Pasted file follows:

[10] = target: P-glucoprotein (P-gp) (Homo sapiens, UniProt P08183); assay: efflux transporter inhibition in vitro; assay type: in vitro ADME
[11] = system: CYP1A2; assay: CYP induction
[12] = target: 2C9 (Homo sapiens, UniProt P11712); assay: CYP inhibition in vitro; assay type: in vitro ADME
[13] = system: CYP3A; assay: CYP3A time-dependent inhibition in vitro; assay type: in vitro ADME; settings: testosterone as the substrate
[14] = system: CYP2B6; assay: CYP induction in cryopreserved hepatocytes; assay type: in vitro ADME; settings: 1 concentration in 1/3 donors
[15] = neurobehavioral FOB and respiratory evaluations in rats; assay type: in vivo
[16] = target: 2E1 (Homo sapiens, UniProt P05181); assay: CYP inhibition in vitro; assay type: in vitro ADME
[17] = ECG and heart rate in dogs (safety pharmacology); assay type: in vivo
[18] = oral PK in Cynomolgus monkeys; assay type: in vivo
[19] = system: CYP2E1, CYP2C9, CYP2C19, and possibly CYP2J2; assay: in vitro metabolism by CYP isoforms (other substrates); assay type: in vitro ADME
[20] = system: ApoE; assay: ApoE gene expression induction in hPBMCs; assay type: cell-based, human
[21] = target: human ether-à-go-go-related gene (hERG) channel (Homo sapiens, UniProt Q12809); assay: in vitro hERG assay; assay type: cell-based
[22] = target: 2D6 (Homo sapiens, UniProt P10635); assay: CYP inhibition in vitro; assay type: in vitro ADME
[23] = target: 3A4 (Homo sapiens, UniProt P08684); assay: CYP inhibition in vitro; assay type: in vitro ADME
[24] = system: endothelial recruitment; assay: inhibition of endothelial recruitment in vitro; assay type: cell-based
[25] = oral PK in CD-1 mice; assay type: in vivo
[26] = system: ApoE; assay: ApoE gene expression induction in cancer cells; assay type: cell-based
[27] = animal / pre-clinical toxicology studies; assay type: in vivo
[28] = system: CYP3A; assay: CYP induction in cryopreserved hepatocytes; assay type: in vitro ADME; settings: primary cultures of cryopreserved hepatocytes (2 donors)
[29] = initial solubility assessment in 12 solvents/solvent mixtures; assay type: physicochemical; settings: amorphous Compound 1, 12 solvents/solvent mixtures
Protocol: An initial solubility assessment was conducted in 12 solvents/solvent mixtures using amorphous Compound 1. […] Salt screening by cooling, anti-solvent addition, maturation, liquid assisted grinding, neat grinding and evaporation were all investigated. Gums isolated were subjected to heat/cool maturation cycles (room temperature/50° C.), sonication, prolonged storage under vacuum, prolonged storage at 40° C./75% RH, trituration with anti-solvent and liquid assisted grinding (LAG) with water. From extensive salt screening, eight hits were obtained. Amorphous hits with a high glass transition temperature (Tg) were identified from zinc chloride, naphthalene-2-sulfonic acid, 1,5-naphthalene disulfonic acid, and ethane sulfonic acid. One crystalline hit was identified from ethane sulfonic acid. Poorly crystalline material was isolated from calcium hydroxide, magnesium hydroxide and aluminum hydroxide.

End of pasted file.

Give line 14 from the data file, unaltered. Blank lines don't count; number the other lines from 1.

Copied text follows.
[23] = target: 3A4 (Homo sapiens, UniProt P08684); assay: CYP inhibition in vitro; assay type: in vitro ADME